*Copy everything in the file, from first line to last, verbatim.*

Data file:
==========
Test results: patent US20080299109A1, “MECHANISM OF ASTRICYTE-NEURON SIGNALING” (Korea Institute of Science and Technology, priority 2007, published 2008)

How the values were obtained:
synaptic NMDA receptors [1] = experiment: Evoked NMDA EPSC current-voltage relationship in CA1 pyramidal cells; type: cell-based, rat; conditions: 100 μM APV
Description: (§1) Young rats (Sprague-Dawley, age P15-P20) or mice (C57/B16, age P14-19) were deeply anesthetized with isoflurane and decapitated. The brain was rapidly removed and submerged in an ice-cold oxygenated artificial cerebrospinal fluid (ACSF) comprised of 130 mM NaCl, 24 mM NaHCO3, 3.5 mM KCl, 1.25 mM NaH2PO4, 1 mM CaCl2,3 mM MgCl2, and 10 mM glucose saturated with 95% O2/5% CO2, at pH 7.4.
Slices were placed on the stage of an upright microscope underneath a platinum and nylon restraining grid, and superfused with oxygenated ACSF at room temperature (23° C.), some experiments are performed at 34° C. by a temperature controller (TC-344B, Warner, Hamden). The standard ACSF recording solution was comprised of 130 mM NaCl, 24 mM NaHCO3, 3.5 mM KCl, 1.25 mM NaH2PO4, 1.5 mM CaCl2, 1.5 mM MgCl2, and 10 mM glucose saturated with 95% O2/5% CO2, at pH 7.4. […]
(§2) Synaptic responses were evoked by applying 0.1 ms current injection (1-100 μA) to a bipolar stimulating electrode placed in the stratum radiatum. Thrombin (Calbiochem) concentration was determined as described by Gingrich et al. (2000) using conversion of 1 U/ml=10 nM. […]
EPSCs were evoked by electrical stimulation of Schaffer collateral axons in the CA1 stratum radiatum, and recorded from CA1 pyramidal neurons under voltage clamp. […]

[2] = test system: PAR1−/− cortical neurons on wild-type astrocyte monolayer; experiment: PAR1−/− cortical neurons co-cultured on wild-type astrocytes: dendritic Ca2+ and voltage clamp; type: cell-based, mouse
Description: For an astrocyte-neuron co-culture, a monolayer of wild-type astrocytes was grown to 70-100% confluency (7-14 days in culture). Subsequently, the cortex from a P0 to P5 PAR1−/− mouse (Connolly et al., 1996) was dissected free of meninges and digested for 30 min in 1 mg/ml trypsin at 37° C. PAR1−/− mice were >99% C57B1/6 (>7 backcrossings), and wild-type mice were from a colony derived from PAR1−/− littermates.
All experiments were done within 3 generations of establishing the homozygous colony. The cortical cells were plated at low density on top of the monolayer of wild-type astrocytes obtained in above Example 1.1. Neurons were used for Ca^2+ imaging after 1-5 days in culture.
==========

Test results: patent US20080299109A1, “MECHANISM OF ASTRICYTE-NEURON SIGNALING” (Korea Institute of Science and Technology, priority 2007, published 2008)

How the values were obtained:
synaptic NMDA receptors [1] = experiment: Evoked NMDA EPSC current-voltage relationship in CA1 pyramidal cells; type: cell-based, rat; conditions: 100 μM APV
Description: (§1) Young rats (Sprague-Dawley, age P15-P20) or mice (C57/B16, age P14-19) were deeply anesthetized with isoflurane and decapitated. The brain was rapidly removed and submerged in an ice-cold oxygenated artificial cerebrospinal fluid (ACSF) comprised of 130 mM NaCl, 24 mM NaHCO3, 3.5 mM KCl, 1.25 mM NaH2PO4, 1 mM CaCl2,3 mM MgCl2, and 10 mM glucose saturated with 95% O2/5% CO2, at pH 7.4.
Slices were placed on the stage of an upright microscope underneath a platinum and nylon restraining grid, and superfused with oxygenated ACSF at room temperature (23° C.), some experiments are performed at 34° C. by a temperature controller (TC-344B, Warner, Hamden). The standard ACSF recording solution was comprised of 130 mM NaCl, 24 mM NaHCO3, 3.5 mM KCl, 1.25 mM NaH2PO4, 1.5 mM CaCl2, 1.5 mM MgCl2, and 10 mM glucose saturated with 95% O2/5% CO2, at pH 7.4. […]
(§2) Synaptic responses were evoked by applying 0.1 ms current injection (1-100 μA) to a bipolar stimulating electrode placed in the stratum radiatum. Thrombin (Calbiochem) concentration was determined as described by Gingrich et al. (2000) using conversion of 1 U/ml=10 nM. […]
EPSCs were evoked by electrical stimulation of Schaffer collateral axons in the CA1 stratum radiatum, and recorded from CA1 pyramidal neurons under voltage clamp. […]

[2] = test system: PAR1−/− cortical neurons on wild-type astrocyte monolayer; experiment: PAR1−/− cortical neurons co-cultured on wild-type astrocytes: dendritic Ca2+ and voltage clamp; type: cell-based, mouse
Description: For an astrocyte-neuron co-culture, a monolayer of wild-type astrocytes was grown to 70-100% confluency (7-14 days in culture). Subsequently, the cortex from a P0 to P5 PAR1−/− mouse (Connolly et al., 1996) was dissected free of meninges and digested for 30 min in 1 mg/ml trypsin at 37° C. PAR1−/− mice were >99% C57B1/6 (>7 backcrossings), and wild-type mice were from a colony derived from PAR1−/− littermates.
All experiments were done within 3 generations of establishing the homozygous colony. The cortical cells were plated at low density on top of the monolayer of wild-type astrocytes obtained in above Example 1.1. Neurons were used for Ca^2+ imaging after 1-5 days in culture.